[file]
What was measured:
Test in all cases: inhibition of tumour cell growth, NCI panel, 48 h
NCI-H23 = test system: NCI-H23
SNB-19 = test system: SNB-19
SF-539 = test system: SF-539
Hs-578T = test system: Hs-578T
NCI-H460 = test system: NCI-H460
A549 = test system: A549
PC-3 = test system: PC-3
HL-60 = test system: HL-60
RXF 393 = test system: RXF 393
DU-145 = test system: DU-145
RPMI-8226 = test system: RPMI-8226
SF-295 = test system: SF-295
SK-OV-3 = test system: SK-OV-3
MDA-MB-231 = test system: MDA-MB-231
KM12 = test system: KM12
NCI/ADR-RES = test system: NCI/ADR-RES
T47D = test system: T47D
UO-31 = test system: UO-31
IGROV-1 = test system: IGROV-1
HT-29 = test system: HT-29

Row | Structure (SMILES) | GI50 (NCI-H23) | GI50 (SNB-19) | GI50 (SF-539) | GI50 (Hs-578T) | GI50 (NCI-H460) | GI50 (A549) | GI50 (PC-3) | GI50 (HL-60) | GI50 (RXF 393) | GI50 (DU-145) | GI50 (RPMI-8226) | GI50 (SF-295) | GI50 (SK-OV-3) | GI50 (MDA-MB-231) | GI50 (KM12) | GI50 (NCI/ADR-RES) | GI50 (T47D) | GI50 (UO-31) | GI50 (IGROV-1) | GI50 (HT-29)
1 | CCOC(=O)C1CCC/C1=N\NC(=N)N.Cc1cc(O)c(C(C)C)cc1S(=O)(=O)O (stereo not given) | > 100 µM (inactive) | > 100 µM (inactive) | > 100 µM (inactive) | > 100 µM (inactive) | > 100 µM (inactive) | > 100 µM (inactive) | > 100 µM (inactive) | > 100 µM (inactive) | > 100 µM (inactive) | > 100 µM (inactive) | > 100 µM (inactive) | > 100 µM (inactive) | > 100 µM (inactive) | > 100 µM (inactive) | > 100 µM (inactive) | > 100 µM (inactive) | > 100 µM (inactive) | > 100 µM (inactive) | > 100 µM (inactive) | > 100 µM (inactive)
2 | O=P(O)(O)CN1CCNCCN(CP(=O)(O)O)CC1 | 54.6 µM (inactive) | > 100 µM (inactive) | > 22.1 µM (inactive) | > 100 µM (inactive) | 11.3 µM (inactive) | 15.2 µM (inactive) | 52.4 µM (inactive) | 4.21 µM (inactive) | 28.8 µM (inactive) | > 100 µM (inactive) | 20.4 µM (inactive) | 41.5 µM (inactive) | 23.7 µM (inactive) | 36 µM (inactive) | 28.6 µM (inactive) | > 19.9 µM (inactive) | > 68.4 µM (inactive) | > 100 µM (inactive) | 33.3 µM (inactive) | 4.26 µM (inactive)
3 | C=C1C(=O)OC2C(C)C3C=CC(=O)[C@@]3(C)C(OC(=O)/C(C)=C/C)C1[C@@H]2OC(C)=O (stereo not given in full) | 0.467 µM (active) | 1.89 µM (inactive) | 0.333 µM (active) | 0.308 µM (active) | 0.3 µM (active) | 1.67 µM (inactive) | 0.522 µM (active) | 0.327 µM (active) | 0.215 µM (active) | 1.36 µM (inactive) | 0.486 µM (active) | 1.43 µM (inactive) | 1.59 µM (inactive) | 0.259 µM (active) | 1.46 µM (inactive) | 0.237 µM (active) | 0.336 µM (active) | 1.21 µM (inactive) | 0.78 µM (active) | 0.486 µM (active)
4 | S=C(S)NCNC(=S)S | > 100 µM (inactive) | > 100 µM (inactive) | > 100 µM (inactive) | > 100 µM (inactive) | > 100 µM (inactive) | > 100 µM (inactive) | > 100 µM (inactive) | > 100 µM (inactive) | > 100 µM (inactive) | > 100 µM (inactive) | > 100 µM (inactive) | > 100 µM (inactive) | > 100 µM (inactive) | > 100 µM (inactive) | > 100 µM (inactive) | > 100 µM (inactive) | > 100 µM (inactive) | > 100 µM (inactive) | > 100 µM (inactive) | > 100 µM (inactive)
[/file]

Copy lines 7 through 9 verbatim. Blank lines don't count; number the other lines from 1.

NCI-H460 = test system: NCI-H460
A549 = test system: A549
PC-3 = test system: PC-3